7 key insights about eNitiate Web stats you can learn from

eNitiate Web stats | Feature Banner | Nov 2019

Those of you who follow both myself and the eNitiate brand online will know that this is our 11th year and 1st month in the digital marketing and communications business.

We call this new year the #12thGear. Appropriate. Isn’t it?

As our homepage says, we have been around. 

On this note, we came into the market when Facebook had (only) 100 million active users, and this social network behemoth has grown 20-fold since then. 

Don’t ask me if we have matched Facebook’s crazy growth – I won’t answer the question. Period .

Back to this post. 

As part of the reviews and previews to do with our anniversary, I have been looking at eNitiate’s Web stats and I thought I must share some of the interesting insights, with the main objective of demonstrating that the amount of available online data can be harnessed by any business that is serious about growing its online presence.

Here are the top 7 insights from the findings of our analysis of our latest Web stats.

Table of Contents

1. Analysis of eNitiate Web stats has been yet another reminder of how focused brands must be in the selection of online performance indicators

Google Analytics, one of the two Web data analytics platforms used for this blog, has 4 metric groups – Audience | Acquisition | Behaviour | Conversions. 

There is a minimum of 29 metrics under the 4 groups combined, including visitors (also called users), sessions (visits), page views, time spent on the site, traffic sources, devices, user flows, top 10 pages, goal conversions, etc. 

No one company can track all these metrics at all times.

NOTE: I am aware that Google Analytics uses slightly different jargon for the words “groups” and the “metrics” that I chose to use. 

But, I do not want to confuse the targeted reader with the jargon, so I shall stick with my terms. 

I love the double meaning of this last phrase.

The best way to choose website metrics that matter the most must be determined by 3 questions:


What type of business is this? 

An ecommerce business will most likely use different metrics to a consulting business that does not sell anything online.


Where in the digital analytics maturity model is your business? 

Without going technical on you, metrics of a business that is only starting with online analytics are most likely different to the one that has been using analytics for a longer period. 

You can overlay on this the level of capacitation of this function by a business.


What are the online objectives of your business? 

This cannot be over-emphasized, given that there is a tendency by some companies to use a Website mainly as an online address, and/or for “dipping a toe and seeing where it takes us”. 

A Website is a brand’s key online content anchor, its role in the communications value chain must not be treated lightly.

So what is the maximum number of Web metrics I recommend for tracking at a time? 5. 

Otherwise you run the risk of analysis paralysis.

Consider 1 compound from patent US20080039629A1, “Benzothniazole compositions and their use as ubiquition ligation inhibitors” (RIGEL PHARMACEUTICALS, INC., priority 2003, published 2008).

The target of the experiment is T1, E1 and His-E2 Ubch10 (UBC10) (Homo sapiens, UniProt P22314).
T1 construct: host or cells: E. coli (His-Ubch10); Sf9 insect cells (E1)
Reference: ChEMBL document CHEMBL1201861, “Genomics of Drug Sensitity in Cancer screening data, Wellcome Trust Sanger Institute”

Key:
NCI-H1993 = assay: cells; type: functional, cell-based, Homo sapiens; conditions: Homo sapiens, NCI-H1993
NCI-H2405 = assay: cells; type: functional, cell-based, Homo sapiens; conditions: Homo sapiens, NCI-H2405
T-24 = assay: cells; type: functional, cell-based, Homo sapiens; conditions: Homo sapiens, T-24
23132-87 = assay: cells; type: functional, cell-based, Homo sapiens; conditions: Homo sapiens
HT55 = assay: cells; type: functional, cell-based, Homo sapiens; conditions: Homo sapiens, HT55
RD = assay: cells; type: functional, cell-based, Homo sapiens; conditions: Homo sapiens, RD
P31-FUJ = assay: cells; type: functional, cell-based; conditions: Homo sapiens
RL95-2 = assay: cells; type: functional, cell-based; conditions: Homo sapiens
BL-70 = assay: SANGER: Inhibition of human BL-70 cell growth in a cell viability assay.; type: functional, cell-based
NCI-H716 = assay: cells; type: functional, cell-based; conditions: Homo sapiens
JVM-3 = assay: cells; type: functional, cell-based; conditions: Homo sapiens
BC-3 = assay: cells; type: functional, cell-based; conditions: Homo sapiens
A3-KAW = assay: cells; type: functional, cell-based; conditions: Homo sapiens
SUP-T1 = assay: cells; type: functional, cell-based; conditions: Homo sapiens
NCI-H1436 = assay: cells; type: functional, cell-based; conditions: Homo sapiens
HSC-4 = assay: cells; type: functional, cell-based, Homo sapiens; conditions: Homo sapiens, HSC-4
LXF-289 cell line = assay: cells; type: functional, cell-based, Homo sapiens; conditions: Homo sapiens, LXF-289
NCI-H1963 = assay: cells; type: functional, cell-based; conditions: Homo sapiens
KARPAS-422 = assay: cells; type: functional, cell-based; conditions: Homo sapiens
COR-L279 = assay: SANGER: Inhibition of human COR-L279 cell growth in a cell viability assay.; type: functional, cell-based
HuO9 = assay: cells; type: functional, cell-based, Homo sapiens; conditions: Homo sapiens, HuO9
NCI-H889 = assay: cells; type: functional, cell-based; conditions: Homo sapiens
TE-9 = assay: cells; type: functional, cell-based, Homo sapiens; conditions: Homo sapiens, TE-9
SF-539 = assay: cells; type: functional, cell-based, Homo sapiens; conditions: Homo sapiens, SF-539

At eNitiate we track the following 5 Web metrics, based on the 3 questions above:

  1. Top 10 pages most visited.
    Blogging is a major part of brand development.
    Thus, we want to know whether our efforts are bearing fruit.
    For this purpose, we measure the extent to which blogs feature in our Website’s top 10 pages.
    We also measure which blogs these are, for insights on content that counts.
  2. Time on site.
    Linked directly to the metric above, we know that an adult reads 200-250 words per minute on average.
    And we know that our average blog is 560 words long, which will take up to 3 minutes to complete reading.
    This is the reason why we keep tabs on this metric.
    By the way, this blog is over 2 800 words long – I am big on long form, clearly.
  3. Number of page views per user.
    We use this metric to measure the quality of our content.
    We know that sticky content on a landing page increases the chance that a reader will be encouraged to read at least one more page.
  4. Devices used to access our Website.
    As an example, we know that access through mobile devices has 2 unique characteristics when compared to desktop: a) short durations and b) associated high bounce rates.
    As I shall explain later, this has direct impact on site design and content layout.
    This metric has had a major bearing on our efforts to prioritise ensuring that our Website ticks the mobile-first box.
    The reason for this will become obvious when I get to Section 6 in the blog.
  5. Traffic from social media.
    We have increased our social media activity for driving traffic to our site.
    We want to know if this is working.
    I shall share interesting insights about the performance of this metric in Sections 4 and 5.

Key insight?

We review our selected set of Website metrics for relevance and effectiveness on an ongoing basis. 

Some have not changed since we started the online brand building journey in 2009, while others have been substituted in line with annual objectives and changing key insights.

2. Analysis of eNitiate Web stats drove home the need for comparative analysis

In addition to Google analytics, we use Jetpack for our Website analysis. 

We find that the two platforms complement each other, and this enriches the resultant key insights.

Jetpack, a WordPress plugin, allows us to go back 6 years (to 2014), so we can compare performance of relevant Web metrics over a longer period of time.